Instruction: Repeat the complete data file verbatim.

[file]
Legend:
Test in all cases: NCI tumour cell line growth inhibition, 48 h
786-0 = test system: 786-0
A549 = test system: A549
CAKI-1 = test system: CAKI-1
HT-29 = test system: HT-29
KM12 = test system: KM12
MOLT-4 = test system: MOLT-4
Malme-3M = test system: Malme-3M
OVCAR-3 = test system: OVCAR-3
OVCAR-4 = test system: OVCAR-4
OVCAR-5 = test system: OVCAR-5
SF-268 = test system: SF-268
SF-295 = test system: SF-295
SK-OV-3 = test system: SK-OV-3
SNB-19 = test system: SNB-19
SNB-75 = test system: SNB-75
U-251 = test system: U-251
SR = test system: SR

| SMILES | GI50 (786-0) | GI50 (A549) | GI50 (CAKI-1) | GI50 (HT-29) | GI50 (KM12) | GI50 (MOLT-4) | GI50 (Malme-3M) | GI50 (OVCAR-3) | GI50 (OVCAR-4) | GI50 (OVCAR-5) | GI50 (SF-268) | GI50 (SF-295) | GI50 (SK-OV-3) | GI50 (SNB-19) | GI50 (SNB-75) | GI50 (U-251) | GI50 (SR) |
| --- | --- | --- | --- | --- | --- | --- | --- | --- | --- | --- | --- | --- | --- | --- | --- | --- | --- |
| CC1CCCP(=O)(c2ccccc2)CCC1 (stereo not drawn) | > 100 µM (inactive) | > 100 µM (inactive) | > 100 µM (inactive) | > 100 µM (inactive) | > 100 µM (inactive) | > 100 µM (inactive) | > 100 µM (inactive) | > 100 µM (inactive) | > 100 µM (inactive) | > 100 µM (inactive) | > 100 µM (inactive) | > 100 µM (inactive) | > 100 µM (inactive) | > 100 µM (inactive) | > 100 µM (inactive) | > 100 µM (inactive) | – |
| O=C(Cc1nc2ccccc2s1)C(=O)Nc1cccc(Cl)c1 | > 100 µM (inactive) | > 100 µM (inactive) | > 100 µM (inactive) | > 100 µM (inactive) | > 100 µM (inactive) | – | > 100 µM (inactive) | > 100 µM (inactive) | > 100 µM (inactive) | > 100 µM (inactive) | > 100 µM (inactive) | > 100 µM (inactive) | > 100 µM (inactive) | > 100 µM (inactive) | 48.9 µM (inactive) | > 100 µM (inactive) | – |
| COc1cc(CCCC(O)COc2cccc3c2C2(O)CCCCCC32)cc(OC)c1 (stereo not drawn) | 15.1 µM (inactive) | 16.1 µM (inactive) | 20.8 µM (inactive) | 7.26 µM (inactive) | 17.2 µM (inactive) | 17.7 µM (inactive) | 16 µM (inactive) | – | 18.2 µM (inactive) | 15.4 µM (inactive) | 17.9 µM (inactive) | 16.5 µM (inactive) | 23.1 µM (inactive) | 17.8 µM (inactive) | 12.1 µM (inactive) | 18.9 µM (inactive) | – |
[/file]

Legend:
Test in all cases: NCI tumour cell line growth inhibition, 48 h
786-0 = test system: 786-0
A549 = test system: A549
CAKI-1 = test system: CAKI-1
HT-29 = test system: HT-29
KM12 = test system: KM12
MOLT-4 = test system: MOLT-4
Malme-3M = test system: Malme-3M
OVCAR-3 = test system: OVCAR-3
OVCAR-4 = test system: OVCAR-4
OVCAR-5 = test system: OVCAR-5
SF-268 = test system: SF-268
SF-295 = test system: SF-295
SK-OV-3 = test system: SK-OV-3
SNB-19 = test system: SNB-19
SNB-75 = test system: SNB-75
U-251 = test system: U-251
SR = test system: SR

| SMILES | GI50 (786-0) | GI50 (A549) | GI50 (CAKI-1) | GI50 (HT-29) | GI50 (KM12) | GI50 (MOLT-4) | GI50 (Malme-3M) | GI50 (OVCAR-3) | GI50 (OVCAR-4) | GI50 (OVCAR-5) | GI50 (SF-268) | GI50 (SF-295) | GI50 (SK-OV-3) | GI50 (SNB-19) | GI50 (SNB-75) | GI50 (U-251) | GI50 (SR) |
| --- | --- | --- | --- | --- | --- | --- | --- | --- | --- | --- | --- | --- | --- | --- | --- | --- | --- |
| CC1CCCP(=O)(c2ccccc2)CCC1 (stereo not drawn) | > 100 µM (inactive) | > 100 µM (inactive) | > 100 µM (inactive) | > 100 µM (inactive) | > 100 µM (inactive) | > 100 µM (inactive) | > 100 µM (inactive) | > 100 µM (inactive) | > 100 µM (inactive) | > 100 µM (inactive) | > 100 µM (inactive) | > 100 µM (inactive) | > 100 µM (inactive) | > 100 µM (inactive) | > 100 µM (inactive) | > 100 µM (inactive) | – |
| O=C(Cc1nc2ccccc2s1)C(=O)Nc1cccc(Cl)c1 | > 100 µM (inactive) | > 100 µM (inactive) | > 100 µM (inactive) | > 100 µM (inactive) | > 100 µM (inactive) | – | > 100 µM (inactive) | > 100 µM (inactive) | > 100 µM (inactive) | > 100 µM (inactive) | > 100 µM (inactive) | > 100 µM (inactive) | > 100 µM (inactive) | > 100 µM (inactive) | 48.9 µM (inactive) | > 100 µM (inactive) | – |
| COc1cc(CCCC(O)COc2cccc3c2C2(O)CCCCCC32)cc(OC)c1 (stereo not drawn) | 15.1 µM (inactive) | 16.1 µM (inactive) | 20.8 µM (inactive) | 7.26 µM (inactive) | 17.2 µM (inactive) | 17.7 µM (inactive) | 16 µM (inactive) | – | 18.2 µM (inactive) | 15.4 µM (inactive) | 17.9 µM (inactive) | 16.5 µM (inactive) | 23.1 µM (inactive) | 17.8 µM (inactive) | 12.1 µM (inactive) | 18.9 µM (inactive) | – |